“Matsuri Japan Festival – The Story of a Japanese Community“
Matsuri Japan Festival is one of the biggest Japanese events held annually in Australia with the number of visitors reaching as high as 50,000. Situated in Darling Harbour, Matsuri Japan Festival over the last decade has become a regular celebration, for the residents of Sydney and New South Wales, of both Japanese culture and multiculturalism. This is the third of the interview series I conduct with different volunteers and representatives who were behind the success of Matsuri Japan Festival.
The following interview is with Mr. Kiya Masahiko, the new Consul-General of Japan in Sydney. The Consul-General of Japan has been crucial in the success of Matsuri for many years. Here, Mr. Kiya Masahiko discusses his view on Australia – Japan relation in the coming years.
“How do you like Sydney so far?”
Mr. Kiya: It’s great! I think it is such a lovely city. Sydney is good in the sense that it is a combination of strength with various traditions and cultures. Today’s Sydney was built by the British, but eventually people from other countries from Europe and Asia, including the Japanese also settled here more and more; but most importantly there is also a growing respect for the indigenous people of the land. In addition, the country is abundant with lands and natural resources. So in my view, the city of Sydney, but also wider Australia is a blessed place with its full inclusivity and respect for people of all backgrounds, all under strong a democracy. On top of that, there are nice beaches!
“Awesome! Have you been to other cities?”
Mr. Kiya: I’ve only been in Australia for more than a month but I’ve already been to many places outside of Sydney. First was to Canberra, then Goulburn, both for a meeting and due to the sister city relationship status. I have also been to Darwin. Darwin is very rich in local history, and also it is currently the biggest site of investment by a Japanese company at the moment. I also went to Port Stevens to see a football match and later joining with the Mayor for some chat. He had been to the Japanese sister city, Tatayama, previously. And then there’s Dubbo, since it was the 30th anniversary of sister city friendship celebration. I’ve been to so many places already within a single month.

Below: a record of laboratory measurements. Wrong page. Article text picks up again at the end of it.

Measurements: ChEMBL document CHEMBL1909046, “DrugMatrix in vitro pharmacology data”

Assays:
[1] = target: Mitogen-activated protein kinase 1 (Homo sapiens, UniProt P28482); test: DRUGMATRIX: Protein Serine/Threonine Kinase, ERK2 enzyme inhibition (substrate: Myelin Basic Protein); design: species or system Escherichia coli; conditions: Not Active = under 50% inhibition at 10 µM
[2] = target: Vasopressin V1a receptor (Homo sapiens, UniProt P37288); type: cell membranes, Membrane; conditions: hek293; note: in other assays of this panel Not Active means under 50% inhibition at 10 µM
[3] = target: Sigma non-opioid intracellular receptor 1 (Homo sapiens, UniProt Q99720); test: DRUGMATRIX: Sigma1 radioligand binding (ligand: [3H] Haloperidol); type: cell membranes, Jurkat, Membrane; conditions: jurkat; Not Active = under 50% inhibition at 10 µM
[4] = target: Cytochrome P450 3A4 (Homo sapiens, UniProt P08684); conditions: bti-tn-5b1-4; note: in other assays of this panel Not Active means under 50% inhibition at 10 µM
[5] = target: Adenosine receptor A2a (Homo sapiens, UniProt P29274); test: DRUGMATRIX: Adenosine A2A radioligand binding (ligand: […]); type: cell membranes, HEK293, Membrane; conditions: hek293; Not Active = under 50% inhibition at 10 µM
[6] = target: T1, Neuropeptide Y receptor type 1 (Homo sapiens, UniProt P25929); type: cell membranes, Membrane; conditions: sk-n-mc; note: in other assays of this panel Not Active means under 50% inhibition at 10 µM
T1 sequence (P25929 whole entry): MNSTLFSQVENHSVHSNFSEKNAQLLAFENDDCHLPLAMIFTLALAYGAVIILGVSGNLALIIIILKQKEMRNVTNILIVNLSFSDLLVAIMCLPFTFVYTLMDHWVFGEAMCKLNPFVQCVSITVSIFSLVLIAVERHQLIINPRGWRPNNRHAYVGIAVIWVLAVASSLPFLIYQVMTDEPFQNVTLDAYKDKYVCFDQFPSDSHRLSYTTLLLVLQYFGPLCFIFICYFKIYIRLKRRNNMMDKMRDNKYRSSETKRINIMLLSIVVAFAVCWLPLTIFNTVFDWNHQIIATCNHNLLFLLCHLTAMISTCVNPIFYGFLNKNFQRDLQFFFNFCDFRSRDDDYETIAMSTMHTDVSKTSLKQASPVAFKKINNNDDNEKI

“What brought you to this post here in Sydney?”
Mr. Kiya: Actually it was quite unexpected. Prior to this, I was working on some areas that were quite different. However, due to my substantial overseas experience over the course of my 30-year career: in the US, Bangladesh, Belgium, and even South Sudan, I had also studied in Britain, I felt that I would do best in this role, being able to really understand Australia’s strength and position in comparison to other countries.
“I would like to ask you regarding the relationship of these countries, especially developing ones to Japan.”
I think the strength in terms of relationship between Japan and other countries comes from the Japanese demonstrating their full respect of other countries’ autonomy. Japan has its own history, surviving against superiors powers much stronger than her own. Being one of the few countries which is not colonized, we, Japanese understand the importance of self-reliance, autonomy, capacity building, leadership while both learning from others and retaining their own traditional culture. Therefore, people from various countries feel comfortable working with Japanese people. Sometimes this line of thinking fails but it does not here. Ultimately, our approach is to support autonomy, this is the main message.
“How about the relationship between Japan and Australia?”
Throughout my career, I have attended many events such as launching and completion ceremonies, I have also assisted in promotion projects and major visits of government officials. These are fairly major things for many countries, especially in developing countries. When it comes to Australia, however, it is slightly different. Australia is an advanced country and does not need encouragement, nor capacity building. When it comes to Japan-Australia, the mission is mutual learning. I have heard many Japanese including myself complementing, ‘Australia, what a nice country!’ But I have also heard of Australians going to Japan saying the same. We both have something the other doesn’t have, this exactly captures our relationship.